In fact this is exactly the same order type as $\omega + 1$. It's the order type of the usual natural numbers with something stuck at the end. We haven't changed the set at all, it's still got all the same elements; but they're in a different order.

It might have been better if I'd just started with this example. Reorder <0, 1, 2, 3, ...> as <1, 2, 3, ..., 0> where the angle brackets indicate that these are ordered sets and not just sets. As sets they are the same, because they have the same elements. But the order is different; and in the second case, we have an infinite, well-ordered set that has a largest element.

Last edited by Maschke; March 11th, 2019 at 04:16 PM.
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March 12th, 2019, 07:26 AM   #15
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Don't let Zylo see that post.
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March 12th, 2019, 10:29 AM   #16
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This formal construction gives us a well-ordered set (every nonempty subset has a smallest member) but unlike the ordered set of natural numbers, our new augmented set has a largest element.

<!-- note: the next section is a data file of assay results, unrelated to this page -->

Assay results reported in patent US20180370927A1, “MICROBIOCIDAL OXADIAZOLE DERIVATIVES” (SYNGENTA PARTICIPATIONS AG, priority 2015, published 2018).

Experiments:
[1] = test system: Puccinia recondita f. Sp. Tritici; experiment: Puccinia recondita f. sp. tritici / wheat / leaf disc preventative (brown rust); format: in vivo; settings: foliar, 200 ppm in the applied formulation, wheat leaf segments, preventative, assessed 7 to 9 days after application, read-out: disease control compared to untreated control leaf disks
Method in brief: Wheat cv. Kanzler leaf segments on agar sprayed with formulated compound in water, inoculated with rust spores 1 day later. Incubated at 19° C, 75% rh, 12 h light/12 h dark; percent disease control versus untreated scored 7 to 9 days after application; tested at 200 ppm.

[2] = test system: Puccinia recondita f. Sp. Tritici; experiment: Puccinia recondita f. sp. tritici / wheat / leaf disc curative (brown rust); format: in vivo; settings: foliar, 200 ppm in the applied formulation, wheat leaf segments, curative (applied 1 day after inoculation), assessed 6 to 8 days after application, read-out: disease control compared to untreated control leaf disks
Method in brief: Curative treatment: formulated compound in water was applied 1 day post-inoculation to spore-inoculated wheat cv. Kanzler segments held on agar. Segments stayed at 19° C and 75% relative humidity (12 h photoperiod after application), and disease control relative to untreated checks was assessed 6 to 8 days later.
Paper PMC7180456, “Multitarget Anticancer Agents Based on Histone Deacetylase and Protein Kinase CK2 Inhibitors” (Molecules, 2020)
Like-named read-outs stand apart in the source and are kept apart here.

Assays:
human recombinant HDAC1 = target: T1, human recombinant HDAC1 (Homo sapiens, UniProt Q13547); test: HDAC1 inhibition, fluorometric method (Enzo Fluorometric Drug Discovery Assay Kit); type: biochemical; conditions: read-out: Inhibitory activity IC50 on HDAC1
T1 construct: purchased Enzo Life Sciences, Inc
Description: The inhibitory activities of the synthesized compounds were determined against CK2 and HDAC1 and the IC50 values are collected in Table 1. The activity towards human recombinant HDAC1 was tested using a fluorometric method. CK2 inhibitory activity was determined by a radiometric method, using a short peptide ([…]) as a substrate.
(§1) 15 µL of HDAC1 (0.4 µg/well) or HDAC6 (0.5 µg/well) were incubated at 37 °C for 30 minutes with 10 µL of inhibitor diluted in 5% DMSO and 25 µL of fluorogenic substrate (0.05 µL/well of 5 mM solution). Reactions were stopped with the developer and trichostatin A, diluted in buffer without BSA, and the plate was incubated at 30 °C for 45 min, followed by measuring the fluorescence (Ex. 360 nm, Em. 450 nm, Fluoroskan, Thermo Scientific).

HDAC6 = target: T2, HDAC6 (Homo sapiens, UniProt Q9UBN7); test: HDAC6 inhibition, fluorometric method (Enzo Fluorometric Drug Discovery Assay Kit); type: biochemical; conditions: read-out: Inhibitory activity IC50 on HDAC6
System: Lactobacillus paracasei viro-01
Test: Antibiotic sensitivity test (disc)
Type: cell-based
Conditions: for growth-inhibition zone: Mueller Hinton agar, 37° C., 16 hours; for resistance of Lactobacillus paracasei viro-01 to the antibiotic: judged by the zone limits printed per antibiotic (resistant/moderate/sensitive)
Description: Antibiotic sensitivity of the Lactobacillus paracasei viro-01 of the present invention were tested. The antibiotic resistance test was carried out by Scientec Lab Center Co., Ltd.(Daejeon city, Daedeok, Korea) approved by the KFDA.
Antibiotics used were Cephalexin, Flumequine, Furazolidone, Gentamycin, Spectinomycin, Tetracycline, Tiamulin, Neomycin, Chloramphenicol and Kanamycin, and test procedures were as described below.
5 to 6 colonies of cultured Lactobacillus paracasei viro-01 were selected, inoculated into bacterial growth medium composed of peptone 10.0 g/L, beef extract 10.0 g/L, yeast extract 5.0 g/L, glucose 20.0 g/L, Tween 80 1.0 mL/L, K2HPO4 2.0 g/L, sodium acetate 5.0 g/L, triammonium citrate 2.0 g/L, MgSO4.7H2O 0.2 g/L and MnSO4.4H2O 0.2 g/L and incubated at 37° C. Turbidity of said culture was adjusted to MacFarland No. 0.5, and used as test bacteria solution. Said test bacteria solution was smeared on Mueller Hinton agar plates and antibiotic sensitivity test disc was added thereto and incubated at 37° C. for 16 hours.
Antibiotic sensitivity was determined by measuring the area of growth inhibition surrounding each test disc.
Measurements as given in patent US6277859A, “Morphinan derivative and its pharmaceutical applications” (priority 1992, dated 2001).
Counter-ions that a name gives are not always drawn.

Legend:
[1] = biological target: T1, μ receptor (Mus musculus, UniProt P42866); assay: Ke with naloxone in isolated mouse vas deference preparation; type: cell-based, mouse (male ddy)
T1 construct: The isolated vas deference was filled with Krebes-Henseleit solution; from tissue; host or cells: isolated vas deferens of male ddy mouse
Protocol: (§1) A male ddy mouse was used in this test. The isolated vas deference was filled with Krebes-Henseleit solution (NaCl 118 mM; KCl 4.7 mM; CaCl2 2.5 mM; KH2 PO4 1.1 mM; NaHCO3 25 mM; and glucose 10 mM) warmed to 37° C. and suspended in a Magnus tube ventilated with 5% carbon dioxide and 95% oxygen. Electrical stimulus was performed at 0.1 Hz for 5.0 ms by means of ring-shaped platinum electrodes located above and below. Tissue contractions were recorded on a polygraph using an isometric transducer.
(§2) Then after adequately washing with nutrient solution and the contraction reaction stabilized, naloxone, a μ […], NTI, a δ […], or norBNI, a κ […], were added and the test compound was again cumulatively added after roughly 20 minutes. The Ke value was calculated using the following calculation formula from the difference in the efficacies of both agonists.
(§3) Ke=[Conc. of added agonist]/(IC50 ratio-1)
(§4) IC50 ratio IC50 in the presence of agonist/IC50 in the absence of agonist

This reads to me like the definition of the hyperreal infinity.

Have they done the same thing with the natural numbers? Is there a hyperinteger infinity? Apparently they have.
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March 12th, 2019, 10:54 AM   #17
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This reads to me like the definition of the hyperreal infinity.

Have they done the same thing with the natural numbers? Is there a hyperinteger infinity? Apparently they have.